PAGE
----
Independent candidate Emmanuel Macron and Front National leader Marine Le Pen have won first and second places in the "premier tour", the first round of the French presidential elections, in a tighter contest than had been expected until a few days ago. Macron gained around 23.2% of the vote, with Le Pen on 21.7%. Republican Party (centre-right) candidate Francois Fillon and left candidate Jean-Luc Melenchon were equal third, on 19.5%. Socialist Party candidate Benoit Hamon did even worse than expected, gaining only 6.5%, only a point or so above the best of the minor half-dozen candidates.

The result was a bonus for Macron and a setback for Le Pen, who had hoped to come first in the first round and thus be, however tenuously, the candidate presumptive. But the greatest loser was Francois Fillon, who, until, a few months ago, was seen as being unchallengeable. Charismatic and forceful, Fillon had promised to reform France's rigid institutions, public spending etc, and presented himself as the non-crony candidate, an image destroyed by revelations that his wife and other relatives had been on the payroll. Appearing on France 2 television to concede, he found it difficult to hide his bitterness -- at events, and being French, being itself I guess, la nature viscous de l'existence. Or, in English terms, shit sticks.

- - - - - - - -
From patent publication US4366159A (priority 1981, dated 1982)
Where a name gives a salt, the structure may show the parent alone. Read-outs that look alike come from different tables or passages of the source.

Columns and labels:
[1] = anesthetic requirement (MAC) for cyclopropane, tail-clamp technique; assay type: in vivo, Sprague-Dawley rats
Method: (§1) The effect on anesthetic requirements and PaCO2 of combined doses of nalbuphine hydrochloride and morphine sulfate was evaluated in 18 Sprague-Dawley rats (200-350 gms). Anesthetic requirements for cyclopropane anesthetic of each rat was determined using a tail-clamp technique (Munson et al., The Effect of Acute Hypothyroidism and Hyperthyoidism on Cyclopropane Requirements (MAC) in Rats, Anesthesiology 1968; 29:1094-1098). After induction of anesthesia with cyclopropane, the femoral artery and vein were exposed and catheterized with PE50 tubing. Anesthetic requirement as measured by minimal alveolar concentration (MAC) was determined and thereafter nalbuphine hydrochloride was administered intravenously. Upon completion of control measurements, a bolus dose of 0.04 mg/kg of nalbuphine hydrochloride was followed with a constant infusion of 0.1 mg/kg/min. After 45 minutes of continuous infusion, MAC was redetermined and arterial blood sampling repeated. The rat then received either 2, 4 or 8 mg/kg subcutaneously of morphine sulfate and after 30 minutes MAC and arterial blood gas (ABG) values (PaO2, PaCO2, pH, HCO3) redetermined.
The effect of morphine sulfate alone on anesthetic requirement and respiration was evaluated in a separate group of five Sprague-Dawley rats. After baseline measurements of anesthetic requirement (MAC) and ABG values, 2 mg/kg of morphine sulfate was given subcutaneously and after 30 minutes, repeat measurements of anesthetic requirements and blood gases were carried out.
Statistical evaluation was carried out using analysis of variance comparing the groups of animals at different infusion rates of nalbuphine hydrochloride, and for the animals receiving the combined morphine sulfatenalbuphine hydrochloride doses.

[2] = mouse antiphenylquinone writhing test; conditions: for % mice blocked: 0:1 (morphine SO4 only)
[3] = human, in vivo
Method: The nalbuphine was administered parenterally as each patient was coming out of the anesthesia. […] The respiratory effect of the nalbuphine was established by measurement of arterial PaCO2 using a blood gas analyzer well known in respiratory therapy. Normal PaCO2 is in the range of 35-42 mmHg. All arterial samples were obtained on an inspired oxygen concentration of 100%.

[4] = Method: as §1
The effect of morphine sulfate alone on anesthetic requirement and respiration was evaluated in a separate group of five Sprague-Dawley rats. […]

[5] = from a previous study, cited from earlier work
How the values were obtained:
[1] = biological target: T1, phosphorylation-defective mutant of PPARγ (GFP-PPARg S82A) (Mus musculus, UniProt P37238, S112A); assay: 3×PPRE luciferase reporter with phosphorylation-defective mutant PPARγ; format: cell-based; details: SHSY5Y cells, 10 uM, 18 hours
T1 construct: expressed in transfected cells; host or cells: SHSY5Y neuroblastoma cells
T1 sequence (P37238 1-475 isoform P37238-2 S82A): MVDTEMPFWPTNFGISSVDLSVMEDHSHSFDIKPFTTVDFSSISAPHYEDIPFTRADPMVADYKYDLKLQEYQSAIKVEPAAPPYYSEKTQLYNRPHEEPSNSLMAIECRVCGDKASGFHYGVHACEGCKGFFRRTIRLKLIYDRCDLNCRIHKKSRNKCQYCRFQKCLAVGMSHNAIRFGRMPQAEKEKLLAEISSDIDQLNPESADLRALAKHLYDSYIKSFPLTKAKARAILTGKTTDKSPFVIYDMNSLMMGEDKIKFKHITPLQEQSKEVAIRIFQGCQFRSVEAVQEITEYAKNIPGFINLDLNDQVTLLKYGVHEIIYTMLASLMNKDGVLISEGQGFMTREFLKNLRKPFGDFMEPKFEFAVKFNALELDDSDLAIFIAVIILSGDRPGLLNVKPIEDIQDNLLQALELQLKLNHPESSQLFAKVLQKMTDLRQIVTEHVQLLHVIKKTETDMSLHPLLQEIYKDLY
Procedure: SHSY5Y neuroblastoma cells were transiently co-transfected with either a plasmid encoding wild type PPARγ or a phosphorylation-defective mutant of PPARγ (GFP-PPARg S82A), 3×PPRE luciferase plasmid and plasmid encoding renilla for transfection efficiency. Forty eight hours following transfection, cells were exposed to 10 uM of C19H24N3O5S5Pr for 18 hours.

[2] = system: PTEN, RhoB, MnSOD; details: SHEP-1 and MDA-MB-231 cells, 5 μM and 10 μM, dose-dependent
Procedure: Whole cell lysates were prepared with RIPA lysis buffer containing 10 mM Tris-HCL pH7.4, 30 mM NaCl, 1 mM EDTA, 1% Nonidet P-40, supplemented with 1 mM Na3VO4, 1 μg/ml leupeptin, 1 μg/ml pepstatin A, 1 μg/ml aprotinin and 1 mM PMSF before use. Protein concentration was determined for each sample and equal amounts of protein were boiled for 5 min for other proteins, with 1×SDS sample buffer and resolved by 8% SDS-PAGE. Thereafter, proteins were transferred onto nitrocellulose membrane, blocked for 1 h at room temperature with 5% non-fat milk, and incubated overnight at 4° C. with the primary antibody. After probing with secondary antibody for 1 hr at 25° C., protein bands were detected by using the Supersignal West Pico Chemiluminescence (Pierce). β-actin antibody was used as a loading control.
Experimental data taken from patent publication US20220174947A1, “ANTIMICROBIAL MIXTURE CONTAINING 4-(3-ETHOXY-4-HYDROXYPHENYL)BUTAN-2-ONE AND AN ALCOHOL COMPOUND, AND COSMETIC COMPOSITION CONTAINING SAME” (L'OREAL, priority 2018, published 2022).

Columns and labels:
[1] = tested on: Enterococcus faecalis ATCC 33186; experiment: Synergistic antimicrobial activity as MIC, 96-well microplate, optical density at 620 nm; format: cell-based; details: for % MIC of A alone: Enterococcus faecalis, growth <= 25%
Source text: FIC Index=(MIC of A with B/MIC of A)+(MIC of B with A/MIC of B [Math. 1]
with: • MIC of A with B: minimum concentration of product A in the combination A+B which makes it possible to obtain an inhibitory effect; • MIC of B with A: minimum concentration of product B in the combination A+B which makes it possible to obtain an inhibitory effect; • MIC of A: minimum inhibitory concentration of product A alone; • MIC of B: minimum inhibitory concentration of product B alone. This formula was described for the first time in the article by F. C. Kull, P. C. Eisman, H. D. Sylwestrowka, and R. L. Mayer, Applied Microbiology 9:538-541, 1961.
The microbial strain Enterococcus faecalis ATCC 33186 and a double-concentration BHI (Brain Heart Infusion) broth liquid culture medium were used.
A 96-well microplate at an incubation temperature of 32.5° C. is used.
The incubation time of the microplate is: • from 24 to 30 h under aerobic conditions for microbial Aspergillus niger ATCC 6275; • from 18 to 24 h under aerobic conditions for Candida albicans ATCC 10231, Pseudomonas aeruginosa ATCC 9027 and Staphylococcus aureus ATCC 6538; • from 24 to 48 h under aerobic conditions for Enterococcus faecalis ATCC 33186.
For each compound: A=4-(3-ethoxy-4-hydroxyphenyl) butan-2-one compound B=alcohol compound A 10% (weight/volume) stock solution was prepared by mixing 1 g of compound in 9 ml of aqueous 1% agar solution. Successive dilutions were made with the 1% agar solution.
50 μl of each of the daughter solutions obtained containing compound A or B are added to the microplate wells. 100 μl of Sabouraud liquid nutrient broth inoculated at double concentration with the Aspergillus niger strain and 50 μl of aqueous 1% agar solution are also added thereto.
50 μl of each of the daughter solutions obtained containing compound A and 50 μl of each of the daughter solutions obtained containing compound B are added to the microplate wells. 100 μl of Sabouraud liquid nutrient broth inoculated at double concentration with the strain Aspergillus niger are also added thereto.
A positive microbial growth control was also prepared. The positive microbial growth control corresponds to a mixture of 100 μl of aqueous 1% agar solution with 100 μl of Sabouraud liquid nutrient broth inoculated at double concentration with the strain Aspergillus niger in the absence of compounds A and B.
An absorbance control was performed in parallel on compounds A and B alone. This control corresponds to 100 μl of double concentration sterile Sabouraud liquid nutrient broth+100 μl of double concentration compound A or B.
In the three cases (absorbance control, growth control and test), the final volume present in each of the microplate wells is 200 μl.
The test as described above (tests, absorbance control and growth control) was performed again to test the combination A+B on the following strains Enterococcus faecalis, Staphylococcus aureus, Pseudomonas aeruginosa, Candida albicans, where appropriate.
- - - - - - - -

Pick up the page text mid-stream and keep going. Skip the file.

[Rundle: the future of Western politics might well be determined by the French election]